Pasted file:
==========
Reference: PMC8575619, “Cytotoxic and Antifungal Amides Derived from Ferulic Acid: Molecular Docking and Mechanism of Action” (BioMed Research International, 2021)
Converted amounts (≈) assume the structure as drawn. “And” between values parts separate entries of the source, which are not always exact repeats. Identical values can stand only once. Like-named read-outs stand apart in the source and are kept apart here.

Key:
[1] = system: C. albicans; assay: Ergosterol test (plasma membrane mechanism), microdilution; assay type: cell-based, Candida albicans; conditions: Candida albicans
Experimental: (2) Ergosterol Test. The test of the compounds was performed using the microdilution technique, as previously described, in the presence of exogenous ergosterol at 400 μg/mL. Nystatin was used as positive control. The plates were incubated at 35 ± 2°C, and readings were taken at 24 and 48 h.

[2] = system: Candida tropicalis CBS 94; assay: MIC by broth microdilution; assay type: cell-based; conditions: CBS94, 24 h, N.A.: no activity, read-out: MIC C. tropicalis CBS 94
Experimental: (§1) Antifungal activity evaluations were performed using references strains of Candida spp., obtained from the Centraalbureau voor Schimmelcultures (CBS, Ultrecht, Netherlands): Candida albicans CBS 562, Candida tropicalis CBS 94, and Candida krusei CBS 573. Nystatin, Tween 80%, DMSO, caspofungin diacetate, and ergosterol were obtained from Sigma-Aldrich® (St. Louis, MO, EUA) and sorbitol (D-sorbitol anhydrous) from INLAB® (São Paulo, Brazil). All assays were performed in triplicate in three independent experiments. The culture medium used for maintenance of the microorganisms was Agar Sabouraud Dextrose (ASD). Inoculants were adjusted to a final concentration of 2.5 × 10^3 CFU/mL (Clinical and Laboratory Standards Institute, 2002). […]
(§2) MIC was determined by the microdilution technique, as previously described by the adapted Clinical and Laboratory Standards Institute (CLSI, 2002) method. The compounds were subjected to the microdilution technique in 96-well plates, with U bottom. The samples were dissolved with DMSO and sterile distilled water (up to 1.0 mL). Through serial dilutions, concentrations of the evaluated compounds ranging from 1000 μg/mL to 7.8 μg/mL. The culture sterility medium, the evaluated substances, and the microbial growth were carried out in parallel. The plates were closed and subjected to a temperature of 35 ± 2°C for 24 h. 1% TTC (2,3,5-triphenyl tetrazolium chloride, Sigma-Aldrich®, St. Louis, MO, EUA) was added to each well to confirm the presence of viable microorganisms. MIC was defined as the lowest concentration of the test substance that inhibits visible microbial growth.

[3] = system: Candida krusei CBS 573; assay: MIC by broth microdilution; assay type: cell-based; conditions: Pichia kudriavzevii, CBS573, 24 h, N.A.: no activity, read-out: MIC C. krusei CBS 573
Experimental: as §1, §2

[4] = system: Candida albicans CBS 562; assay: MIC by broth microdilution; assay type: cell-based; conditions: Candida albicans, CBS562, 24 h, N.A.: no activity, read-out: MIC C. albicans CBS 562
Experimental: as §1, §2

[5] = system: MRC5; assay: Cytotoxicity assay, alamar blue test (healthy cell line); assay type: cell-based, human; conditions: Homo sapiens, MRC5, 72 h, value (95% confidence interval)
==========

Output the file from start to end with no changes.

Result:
Reference: PMC8575619, “Cytotoxic and Antifungal Amides Derived from Ferulic Acid: Molecular Docking and Mechanism of Action” (BioMed Research International, 2021)
Converted amounts (≈) assume the structure as drawn. “And” between values parts separate entries of the source, which are not always exact repeats. Identical values can stand only once. Like-named read-outs stand apart in the source and are kept apart here.

Key:
[1] = system: C. albicans; assay: Ergosterol test (plasma membrane mechanism), microdilution; assay type: cell-based, Candida albicans; conditions: Candida albicans
Experimental: (2) Ergosterol Test. The test of the compounds was performed using the microdilution technique, as previously described, in the presence of exogenous ergosterol at 400 μg/mL. Nystatin was used as positive control. The plates were incubated at 35 ± 2°C, and readings were taken at 24 and 48 h.

[2] = system: Candida tropicalis CBS 94; assay: MIC by broth microdilution; assay type: cell-based; conditions: CBS94, 24 h, N.A.: no activity, read-out: MIC C. tropicalis CBS 94
Experimental: (§1) Antifungal activity evaluations were performed using references strains of Candida spp., obtained from the Centraalbureau voor Schimmelcultures (CBS, Ultrecht, Netherlands): Candida albicans CBS 562, Candida tropicalis CBS 94, and Candida krusei CBS 573. Nystatin, Tween 80%, DMSO, caspofungin diacetate, and ergosterol were obtained from Sigma-Aldrich® (St. Louis, MO, EUA) and sorbitol (D-sorbitol anhydrous) from INLAB® (São Paulo, Brazil). All assays were performed in triplicate in three independent experiments. The culture medium used for maintenance of the microorganisms was Agar Sabouraud Dextrose (ASD). Inoculants were adjusted to a final concentration of 2.5 × 10^3 CFU/mL (Clinical and Laboratory Standards Institute, 2002). […]
(§2) MIC was determined by the microdilution technique, as previously described by the adapted Clinical and Laboratory Standards Institute (CLSI, 2002) method. The compounds were subjected to the microdilution technique in 96-well plates, with U bottom. The samples were dissolved with DMSO and sterile distilled water (up to 1.0 mL). Through serial dilutions, concentrations of the evaluated compounds ranging from 1000 μg/mL to 7.8 μg/mL. The culture sterility medium, the evaluated substances, and the microbial growth were carried out in parallel. The plates were closed and subjected to a temperature of 35 ± 2°C for 24 h. 1% TTC (2,3,5-triphenyl tetrazolium chloride, Sigma-Aldrich®, St. Louis, MO, EUA) was added to each well to confirm the presence of viable microorganisms. MIC was defined as the lowest concentration of the test substance that inhibits visible microbial growth.

[3] = system: Candida krusei CBS 573; assay: MIC by broth microdilution; assay type: cell-based; conditions: Pichia kudriavzevii, CBS573, 24 h, N.A.: no activity, read-out: MIC C. krusei CBS 573
Experimental: as §1, §2

[4] = system: Candida albicans CBS 562; assay: MIC by broth microdilution; assay type: cell-based; conditions: Candida albicans, CBS562, 24 h, N.A.: no activity, read-out: MIC C. albicans CBS 562
Experimental: as §1, §2

[5] = system: MRC5; assay: Cytotoxicity assay, alamar blue test (healthy cell line); assay type: cell-based, human; conditions: Homo sapiens, MRC5, 72 h, value (95% confidence interval)